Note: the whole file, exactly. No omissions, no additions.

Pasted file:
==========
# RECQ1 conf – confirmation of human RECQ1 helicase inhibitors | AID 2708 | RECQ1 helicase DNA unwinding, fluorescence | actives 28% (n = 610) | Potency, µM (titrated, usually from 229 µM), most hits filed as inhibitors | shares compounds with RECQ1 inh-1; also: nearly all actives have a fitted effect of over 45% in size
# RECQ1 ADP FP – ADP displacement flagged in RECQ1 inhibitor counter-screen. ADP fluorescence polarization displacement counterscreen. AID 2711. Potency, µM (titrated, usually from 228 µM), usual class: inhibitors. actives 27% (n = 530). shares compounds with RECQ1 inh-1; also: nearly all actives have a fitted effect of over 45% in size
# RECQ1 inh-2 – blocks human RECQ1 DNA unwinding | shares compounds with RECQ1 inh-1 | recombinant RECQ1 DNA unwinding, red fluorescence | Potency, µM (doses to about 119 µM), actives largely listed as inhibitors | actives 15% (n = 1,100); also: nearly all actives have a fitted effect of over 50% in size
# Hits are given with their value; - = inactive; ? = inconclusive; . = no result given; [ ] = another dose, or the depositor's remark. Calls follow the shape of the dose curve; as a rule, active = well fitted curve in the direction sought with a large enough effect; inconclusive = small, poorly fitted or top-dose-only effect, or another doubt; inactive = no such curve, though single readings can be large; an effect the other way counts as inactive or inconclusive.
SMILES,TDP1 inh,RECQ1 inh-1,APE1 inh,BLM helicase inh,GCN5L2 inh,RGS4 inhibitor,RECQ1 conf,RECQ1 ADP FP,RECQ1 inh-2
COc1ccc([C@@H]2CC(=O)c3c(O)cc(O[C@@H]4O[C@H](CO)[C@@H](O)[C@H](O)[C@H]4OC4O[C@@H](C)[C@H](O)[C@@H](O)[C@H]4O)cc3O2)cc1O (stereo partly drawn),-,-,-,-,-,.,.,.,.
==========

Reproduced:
# RECQ1 conf – confirmation of human RECQ1 helicase inhibitors | AID 2708 | RECQ1 helicase DNA unwinding, fluorescence | actives 28% (n = 610) | Potency, µM (titrated, usually from 229 µM), most hits filed as inhibitors | shares compounds with RECQ1 inh-1; also: nearly all actives have a fitted effect of over 45% in size
# RECQ1 ADP FP – ADP displacement flagged in RECQ1 inhibitor counter-screen. ADP fluorescence polarization displacement counterscreen. AID 2711. Potency, µM (titrated, usually from 228 µM), usual class: inhibitors. actives 27% (n = 530). shares compounds with RECQ1 inh-1; also: nearly all actives have a fitted effect of over 45% in size
# RECQ1 inh-2 – blocks human RECQ1 DNA unwinding | shares compounds with RECQ1 inh-1 | recombinant RECQ1 DNA unwinding, red fluorescence | Potency, µM (doses to about 119 µM), actives largely listed as inhibitors | actives 15% (n = 1,100); also: nearly all actives have a fitted effect of over 50% in size
# Hits are given with their value; - = inactive; ? = inconclusive; . = no result given; [ ] = another dose, or the depositor's remark. Calls follow the shape of the dose curve; as a rule, active = well fitted curve in the direction sought with a large enough effect; inconclusive = small, poorly fitted or top-dose-only effect, or another doubt; inactive = no such curve, though single readings can be large; an effect the other way counts as inactive or inconclusive.
SMILES,TDP1 inh,RECQ1 inh-1,APE1 inh,BLM helicase inh,GCN5L2 inh,RGS4 inhibitor,RECQ1 conf,RECQ1 ADP FP,RECQ1 inh-2
COc1ccc([C@@H]2CC(=O)c3c(O)cc(O[C@@H]4O[C@H](CO)[C@@H](O)[C@H](O)[C@H]4OC4O[C@@H](C)[C@H](O)[C@@H](O)[C@H]4O)cc3O2)cc1O (stereo partly drawn),-,-,-,-,-,.,.,.,.